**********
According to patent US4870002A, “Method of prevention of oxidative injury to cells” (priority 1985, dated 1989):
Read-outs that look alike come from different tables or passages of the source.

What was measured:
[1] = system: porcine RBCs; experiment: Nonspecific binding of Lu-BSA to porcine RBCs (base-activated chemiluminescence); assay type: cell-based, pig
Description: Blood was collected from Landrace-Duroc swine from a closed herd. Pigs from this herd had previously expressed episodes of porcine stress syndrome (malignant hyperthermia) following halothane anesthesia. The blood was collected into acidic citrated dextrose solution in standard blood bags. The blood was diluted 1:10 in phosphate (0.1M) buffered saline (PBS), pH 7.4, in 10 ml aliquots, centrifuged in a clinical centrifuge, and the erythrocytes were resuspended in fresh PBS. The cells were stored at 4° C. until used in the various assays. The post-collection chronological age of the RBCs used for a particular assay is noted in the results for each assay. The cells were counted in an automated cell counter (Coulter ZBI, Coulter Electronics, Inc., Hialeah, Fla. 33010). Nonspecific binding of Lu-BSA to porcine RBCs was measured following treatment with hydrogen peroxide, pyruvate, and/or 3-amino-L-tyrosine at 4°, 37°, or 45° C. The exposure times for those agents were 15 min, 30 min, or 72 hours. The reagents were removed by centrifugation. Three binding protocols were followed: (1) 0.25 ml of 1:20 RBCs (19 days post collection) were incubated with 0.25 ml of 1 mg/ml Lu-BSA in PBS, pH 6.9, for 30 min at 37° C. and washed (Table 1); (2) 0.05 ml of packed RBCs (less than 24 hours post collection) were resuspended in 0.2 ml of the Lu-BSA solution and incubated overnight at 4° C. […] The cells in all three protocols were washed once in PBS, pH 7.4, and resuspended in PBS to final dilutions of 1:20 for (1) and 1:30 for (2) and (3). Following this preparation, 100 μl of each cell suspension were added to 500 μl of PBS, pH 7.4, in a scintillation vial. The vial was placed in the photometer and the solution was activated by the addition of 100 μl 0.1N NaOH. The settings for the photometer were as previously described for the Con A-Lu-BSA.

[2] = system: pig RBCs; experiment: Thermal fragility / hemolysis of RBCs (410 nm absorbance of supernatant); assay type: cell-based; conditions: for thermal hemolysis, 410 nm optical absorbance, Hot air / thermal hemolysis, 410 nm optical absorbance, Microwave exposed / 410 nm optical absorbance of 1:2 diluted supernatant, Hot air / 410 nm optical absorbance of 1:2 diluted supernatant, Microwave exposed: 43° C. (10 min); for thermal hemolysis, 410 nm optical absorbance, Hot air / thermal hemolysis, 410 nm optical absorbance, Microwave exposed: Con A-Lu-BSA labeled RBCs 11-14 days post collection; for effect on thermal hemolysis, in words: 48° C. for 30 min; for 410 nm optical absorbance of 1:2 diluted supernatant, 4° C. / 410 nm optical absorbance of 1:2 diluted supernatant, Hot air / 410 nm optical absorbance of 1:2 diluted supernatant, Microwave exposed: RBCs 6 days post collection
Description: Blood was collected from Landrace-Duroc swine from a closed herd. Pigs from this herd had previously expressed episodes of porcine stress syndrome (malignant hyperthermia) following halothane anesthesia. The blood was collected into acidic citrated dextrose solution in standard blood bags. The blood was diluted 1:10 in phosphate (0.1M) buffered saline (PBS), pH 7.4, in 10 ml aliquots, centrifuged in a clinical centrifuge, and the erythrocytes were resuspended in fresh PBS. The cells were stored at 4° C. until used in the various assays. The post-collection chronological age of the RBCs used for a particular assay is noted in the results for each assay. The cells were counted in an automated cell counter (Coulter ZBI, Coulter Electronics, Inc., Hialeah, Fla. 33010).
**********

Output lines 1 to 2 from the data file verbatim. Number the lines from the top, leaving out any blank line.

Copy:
According to patent US4870002A, “Method of prevention of oxidative injury to cells” (priority 1985, dated 1989):
Read-outs that look alike come from different tables or passages of the source.